On Saturday morning, I learned that Dr. Neil Armstrong had passed away. I half-remembered a history I never lived through. I felt a sense of loss for the man. His quiet dedication and humble shunning of the limelight spoke more powerfully to his character than his footsteps on the Moon.
I also felt a sense of loss for an era in which an American president could call us to do something great and trust that we could do it.
“We choose to go to the Moon,” John F. Kennedy told an audience at Rice University. “We choose to go to the Moon in this decade and do the other things, not because they are easy, but because they are hard.”
It is a wonder to go back to his speech. Kennedy traces the grand scope of history, condenses it into a decade, and places the Moon shot on the next calendar page.
No man can fully grasp how far and how fast we have come, but condense, if you will, the 50,000 years of man’s recorded history in a time span of but a half-century. Stated in these terms, we know very little about the first 40 years, except at the end of them advanced man had learned to use the skins of animals to cover them. Then about 10 years ago, under this standard, man emerged from his caves to construct other kinds of shelter. Only five years ago man learned to write and use a cart with wheels. Christianity began less than two years ago. The printing press came this year, and then less than two months ago, during this whole 50-year span of human history, the steam engine provided a new source of power.
Newton explored the meaning of gravity. Last month electric lights and telephones and automobiles and airplanes became available. Only last week did we develop penicillin and television and nuclear power, and now if America’s new spacecraft succeeds in reaching Venus, we will have literally reached the stars before midnight tonight.
This is a breathtaking pace, and such a pace cannot help but create new ills as it dispels old, new ignorance, new problems, new dangers. Surely the opening vistas of space promise high costs and hardships, as well as high reward.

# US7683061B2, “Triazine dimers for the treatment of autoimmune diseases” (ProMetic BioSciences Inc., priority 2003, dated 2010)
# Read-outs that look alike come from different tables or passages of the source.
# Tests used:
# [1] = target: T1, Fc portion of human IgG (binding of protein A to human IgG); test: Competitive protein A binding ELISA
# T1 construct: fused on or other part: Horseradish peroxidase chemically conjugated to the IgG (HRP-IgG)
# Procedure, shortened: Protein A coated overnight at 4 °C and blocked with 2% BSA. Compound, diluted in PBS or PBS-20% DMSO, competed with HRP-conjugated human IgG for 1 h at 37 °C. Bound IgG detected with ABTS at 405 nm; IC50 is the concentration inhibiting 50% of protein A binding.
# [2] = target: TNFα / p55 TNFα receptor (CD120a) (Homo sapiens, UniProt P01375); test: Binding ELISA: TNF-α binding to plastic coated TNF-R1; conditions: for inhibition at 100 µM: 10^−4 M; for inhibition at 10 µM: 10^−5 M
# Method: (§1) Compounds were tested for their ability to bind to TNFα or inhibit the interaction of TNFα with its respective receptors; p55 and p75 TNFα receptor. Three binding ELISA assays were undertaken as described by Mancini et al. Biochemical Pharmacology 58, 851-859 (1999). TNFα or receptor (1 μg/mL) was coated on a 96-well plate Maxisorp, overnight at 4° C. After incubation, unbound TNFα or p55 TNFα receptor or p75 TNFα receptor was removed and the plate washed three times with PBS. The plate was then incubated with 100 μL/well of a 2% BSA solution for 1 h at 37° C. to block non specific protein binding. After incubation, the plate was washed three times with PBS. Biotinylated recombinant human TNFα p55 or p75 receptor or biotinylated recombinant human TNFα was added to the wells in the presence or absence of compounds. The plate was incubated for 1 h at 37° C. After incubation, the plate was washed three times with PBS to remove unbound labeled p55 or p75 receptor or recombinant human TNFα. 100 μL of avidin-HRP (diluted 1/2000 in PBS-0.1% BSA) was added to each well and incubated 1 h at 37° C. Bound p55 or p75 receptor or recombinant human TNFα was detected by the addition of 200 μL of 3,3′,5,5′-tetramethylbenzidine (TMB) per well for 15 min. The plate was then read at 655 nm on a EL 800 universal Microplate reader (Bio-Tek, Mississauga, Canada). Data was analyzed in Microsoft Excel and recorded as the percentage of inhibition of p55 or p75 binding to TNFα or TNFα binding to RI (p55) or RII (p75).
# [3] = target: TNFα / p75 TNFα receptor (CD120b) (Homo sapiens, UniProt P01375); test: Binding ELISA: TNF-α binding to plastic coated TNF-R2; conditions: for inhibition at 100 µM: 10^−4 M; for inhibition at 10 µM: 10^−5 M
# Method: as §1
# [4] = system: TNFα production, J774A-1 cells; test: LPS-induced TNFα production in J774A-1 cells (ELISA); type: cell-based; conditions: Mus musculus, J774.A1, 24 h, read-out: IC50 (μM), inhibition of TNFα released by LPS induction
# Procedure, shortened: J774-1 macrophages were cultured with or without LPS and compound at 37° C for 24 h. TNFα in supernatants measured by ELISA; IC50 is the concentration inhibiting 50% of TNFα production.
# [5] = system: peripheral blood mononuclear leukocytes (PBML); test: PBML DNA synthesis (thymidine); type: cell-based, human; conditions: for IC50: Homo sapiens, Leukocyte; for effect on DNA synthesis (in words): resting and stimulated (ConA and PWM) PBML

Kennedy and Lyndon Johnson revved the engine of American ingenuity. And they greased the wheels of production. Our best and brightest stepped forward to touch the stars. The ones who made it had the “right stuff.” They were daredevil geniuses and fighter jock book worms with enough tempered steel in their guts to act as if it was just another job.
Still, they suffered and struggled. Some died. Their names grace the sky and mark the peaks of Martian hills.
All so men could set foot on the Moon.
And despite all the technological progress, the seductive wonder of the Space Age and the automated, systemized protocols of check, check and go, no-go, the computers on the Apollo 11 landing craft didn’t respond as expected. Armstrong landed on the Moon through the power of his own mind and his own hands.
I used to work at the National Air and Space Museum. I had a work study job in the children’s gallery in college. I remember walking past the Apollo 11 capsule before clocking in. I also remember when Columbia disintegrated. The museum staff created a memorial space for visitors to leave notes and flowers and to reflect.
So I bought a bouquet of flowers and headed to the museum.
There are amazing artifacts from the Apollo era. A piece of the Moon, the capsule, the spacesuits, food and tools the astronauts brought. Everything packed tight on top of tons or propellant, ready for a trip of uncertain success but certain purpose.
The Lunar Module exhibit on the first floor seemed the most appropriate place to lay the flowers. The module is a wonder to behold and a testament to the careful redundancy that was built into the Apollo program.
A crowd, bigger than usual, gathered around a tour guide. I noticed a man being interviewed by a news crew. I listened and learned he curated the Apollo artifacts in the museum. I spoke to him when he was done with his interview. His name is Allan Needell. I told him what I wanted to do and he agreed the Lunar Module exhibit made sense. To my astonishment and admiration, he took the flowers from me, climbed over the small railing between the visitors and exhibit and placed the flowers at the base of one of the lander’s footpads.
He told those paying attention that he had placed the flowers about where Armstrong would have taken his first step.
I thanked him – and the museum’s media relations director — profusely. The local ABC station interviewed me and several other patrons.
I’m so grateful to have been able to honor Dr. Armstrong in this way. I spent some time discussing his legacy with Dr. Needell and other staff and patrons.
Armstrong was certainly not the most boisterous astronaut. And others surpassed him in articulating the wonder, horror and joys of space travel.
But he represented the best of us.
I can’t find the original source for this, but it’s my favorite Armstrong quote. Remembering his view of the Earth from the Moon, he expressed incredible humility and humbleness:
“It suddenly struck me that that tiny pea, pretty and blue, was the Earth. I put up my thumb and shut one eye, and my thumb blotted out the planet Earth. I didn’t feel like a giant. I felt very, very small.”
Thank you, Dr. Armstrong.